California, which already imports roughly one-third of its electricity, is currently developing an Energy Imbalance Market (EIM) to expand and improve electricity trading. Today, the EIM, covering more than 35 million customers across 8 states, allows for trading between the California Independent System Operator (CAISO) and two utilities — Pacificorp and NV Energy. Two additional utilities are expected to join by 2017, and two more are currently exploring the benefits of joining as well.
The EIM only provides a market for short-term power deficits and excesses, reducing the need for seldom-used “peaker” plants to balance supply and demand in real-time. But even at such a limited scope, the EIM improves access to cheaper balancing services across a broader geography, allowing utilities and their customers access to the cheapest resources over a wide area. Importantly, this means low-cost excess renewable generation that otherwise would have been curtailed now can serve a larger marketplace. In CAISO’s EIM alone, this will produce approximately $70–200 million in annual savings.
Electricity trading is a valuable tool to manage deficits and excesses and is, for example, one reason Denmark has been able to meet over 100% of its electricity needs with wind power on certain days without curtailment.
Numerous studies affirm regional trading both significantly reduces curtailment and also creates value for surpluses of renewables. For example, the Low Carbon Grid Study considers technologically and geographically diverse renewable energy portfolios and bulk storage shared across multiple balancing authorities and utilities to be critical components to reducing curtailment. NREL’s Renewable Energy Futures study and NOAA provide additional insight into incorporating high shares of renewables onto the grid and the value of trading electricity.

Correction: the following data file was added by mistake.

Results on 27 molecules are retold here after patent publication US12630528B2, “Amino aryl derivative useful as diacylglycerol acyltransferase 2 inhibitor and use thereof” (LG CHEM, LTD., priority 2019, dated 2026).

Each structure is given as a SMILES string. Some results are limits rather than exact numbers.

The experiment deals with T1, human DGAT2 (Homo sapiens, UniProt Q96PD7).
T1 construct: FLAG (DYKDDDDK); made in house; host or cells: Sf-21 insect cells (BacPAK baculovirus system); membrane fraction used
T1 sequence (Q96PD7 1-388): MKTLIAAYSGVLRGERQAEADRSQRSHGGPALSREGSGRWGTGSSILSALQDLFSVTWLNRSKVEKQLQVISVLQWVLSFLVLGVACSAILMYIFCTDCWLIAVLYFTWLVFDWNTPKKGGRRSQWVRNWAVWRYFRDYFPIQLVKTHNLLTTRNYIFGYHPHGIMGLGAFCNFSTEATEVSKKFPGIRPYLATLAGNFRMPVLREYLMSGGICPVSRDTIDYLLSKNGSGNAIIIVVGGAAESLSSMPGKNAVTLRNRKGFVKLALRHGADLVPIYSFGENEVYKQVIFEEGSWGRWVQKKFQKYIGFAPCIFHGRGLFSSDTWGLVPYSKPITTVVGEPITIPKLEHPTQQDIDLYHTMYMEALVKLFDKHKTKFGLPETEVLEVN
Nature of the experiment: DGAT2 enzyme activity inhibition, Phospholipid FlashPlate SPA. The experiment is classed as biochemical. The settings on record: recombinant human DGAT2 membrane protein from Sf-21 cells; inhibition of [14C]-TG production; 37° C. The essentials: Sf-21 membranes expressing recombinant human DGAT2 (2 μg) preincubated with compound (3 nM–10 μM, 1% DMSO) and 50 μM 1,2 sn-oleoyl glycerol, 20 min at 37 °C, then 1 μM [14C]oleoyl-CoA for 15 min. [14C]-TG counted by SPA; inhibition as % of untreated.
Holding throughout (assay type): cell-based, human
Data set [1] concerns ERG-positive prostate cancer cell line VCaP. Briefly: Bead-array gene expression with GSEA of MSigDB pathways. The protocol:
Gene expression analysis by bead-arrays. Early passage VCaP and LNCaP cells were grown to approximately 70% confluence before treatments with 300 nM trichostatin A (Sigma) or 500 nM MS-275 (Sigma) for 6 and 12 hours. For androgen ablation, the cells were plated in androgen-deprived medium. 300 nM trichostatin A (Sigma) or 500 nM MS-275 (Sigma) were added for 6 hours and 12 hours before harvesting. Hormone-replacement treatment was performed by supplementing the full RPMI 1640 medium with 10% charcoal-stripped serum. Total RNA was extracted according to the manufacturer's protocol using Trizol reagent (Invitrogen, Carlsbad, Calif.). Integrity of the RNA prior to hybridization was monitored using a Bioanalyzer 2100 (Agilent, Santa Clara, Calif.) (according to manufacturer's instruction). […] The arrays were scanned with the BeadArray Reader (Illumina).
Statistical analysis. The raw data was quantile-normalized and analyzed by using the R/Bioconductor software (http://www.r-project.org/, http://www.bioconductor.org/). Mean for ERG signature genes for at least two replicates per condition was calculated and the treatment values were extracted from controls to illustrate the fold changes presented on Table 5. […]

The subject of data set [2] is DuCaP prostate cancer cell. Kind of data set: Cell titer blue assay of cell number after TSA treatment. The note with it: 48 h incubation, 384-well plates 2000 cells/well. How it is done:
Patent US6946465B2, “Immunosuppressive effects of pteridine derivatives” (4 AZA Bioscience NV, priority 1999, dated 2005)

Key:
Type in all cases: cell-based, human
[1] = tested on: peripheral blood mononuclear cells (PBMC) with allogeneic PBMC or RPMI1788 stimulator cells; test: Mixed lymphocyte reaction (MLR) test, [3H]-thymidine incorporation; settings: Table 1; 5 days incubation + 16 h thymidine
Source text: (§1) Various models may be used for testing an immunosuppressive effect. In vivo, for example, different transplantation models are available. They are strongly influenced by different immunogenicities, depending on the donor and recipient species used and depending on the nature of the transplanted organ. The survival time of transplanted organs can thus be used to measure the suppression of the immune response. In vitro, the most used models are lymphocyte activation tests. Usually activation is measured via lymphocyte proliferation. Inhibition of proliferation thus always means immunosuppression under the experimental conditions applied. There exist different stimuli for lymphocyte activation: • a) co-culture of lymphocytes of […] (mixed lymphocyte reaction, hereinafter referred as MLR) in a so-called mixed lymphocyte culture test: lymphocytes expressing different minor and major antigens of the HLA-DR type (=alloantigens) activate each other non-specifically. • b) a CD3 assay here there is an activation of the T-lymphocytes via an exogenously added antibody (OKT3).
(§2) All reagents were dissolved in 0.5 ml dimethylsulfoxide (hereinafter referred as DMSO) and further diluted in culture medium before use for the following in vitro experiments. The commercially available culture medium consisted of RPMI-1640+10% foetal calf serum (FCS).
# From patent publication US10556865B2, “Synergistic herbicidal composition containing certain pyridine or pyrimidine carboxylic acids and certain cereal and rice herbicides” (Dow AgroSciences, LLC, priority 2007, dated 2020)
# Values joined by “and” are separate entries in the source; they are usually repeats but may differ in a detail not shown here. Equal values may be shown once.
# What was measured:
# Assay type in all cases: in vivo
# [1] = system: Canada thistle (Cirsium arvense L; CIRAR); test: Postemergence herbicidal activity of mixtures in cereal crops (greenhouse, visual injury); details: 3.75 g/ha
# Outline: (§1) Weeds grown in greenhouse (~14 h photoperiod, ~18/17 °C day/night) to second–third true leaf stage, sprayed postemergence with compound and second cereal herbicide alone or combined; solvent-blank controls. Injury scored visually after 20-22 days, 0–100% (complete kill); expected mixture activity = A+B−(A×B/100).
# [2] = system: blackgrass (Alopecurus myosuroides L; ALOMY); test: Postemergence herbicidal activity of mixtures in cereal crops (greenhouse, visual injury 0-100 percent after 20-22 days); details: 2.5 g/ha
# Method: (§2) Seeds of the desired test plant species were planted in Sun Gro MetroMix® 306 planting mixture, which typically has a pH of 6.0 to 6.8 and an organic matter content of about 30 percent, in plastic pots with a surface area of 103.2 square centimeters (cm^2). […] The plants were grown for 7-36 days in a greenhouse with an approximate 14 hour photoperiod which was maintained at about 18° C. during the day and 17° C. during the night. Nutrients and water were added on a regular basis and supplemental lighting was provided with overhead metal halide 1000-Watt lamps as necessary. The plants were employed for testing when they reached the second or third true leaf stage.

Pulling It All Together
Accurately estimating the cost of electricity sector decarbonization is undoubtedly a difficult endeavor because of rapid cost declines, myriad technologies, market operations, and other nuances. Institutional inertia favoring an outdated system further clouds this picture.
Nevertheless, it is increasingly clear that today’s available technologies and options can successfully decarbonize the electric sector. In order to cost-effectively achieve the goals many states and countries have laid out, policymakers must have the best available information, and use it to guide policymaking.
Moreover, today’s economy is extraordinarily favorable for investment in renewable resources to make the leap policymakers know is necessary to avoid catastrophic climate effects. Low natural gas prices and the proliferation of energy efficiency technologies mean that utility bills will be kept low, providing a cushion for early investment in renewable resources. The cost of money is at an historic low, encouraging renewable developers to invest. And finally, federal tax incentives for solar and wind power are at peak levels.